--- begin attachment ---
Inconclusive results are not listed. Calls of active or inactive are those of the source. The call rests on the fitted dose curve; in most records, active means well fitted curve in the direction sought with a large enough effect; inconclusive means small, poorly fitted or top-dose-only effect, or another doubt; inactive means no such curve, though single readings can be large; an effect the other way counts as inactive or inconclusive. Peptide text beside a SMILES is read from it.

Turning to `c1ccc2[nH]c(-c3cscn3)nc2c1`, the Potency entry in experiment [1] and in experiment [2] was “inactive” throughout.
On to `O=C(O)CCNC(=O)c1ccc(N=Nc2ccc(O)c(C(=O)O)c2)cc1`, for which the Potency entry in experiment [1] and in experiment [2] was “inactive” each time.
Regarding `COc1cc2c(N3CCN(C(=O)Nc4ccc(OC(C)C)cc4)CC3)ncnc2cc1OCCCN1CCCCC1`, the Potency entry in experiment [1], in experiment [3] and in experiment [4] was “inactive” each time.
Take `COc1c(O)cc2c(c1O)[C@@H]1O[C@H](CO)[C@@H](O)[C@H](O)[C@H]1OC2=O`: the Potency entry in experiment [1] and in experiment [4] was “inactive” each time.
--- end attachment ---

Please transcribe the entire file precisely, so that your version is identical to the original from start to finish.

Inconclusive results are not listed. Calls of active or inactive are those of the source. The call rests on the fitted dose curve; in most records, active means well fitted curve in the direction sought with a large enough effect; inconclusive means small, poorly fitted or top-dose-only effect, or another doubt; inactive means no such curve, though single readings can be large; an effect the other way counts as inactive or inconclusive. Peptide text beside a SMILES is read from it.

Turning to `c1ccc2[nH]c(-c3cscn3)nc2c1`, the Potency entry in experiment [1] and in experiment [2] was “inactive” throughout.
On to `O=C(O)CCNC(=O)c1ccc(N=Nc2ccc(O)c(C(=O)O)c2)cc1`, for which the Potency entry in experiment [1] and in experiment [2] was “inactive” each time.
Regarding `COc1cc2c(N3CCN(C(=O)Nc4ccc(OC(C)C)cc4)CC3)ncnc2cc1OCCCN1CCCCC1`, the Potency entry in experiment [1], in experiment [3] and in experiment [4] was “inactive” each time.
Take `COc1c(O)cc2c(c1O)[C@@H]1O[C@H](CO)[C@@H](O)[C@H](O)[C@H]1OC2=O`: the Potency entry in experiment [1] and in experiment [4] was “inactive” each time.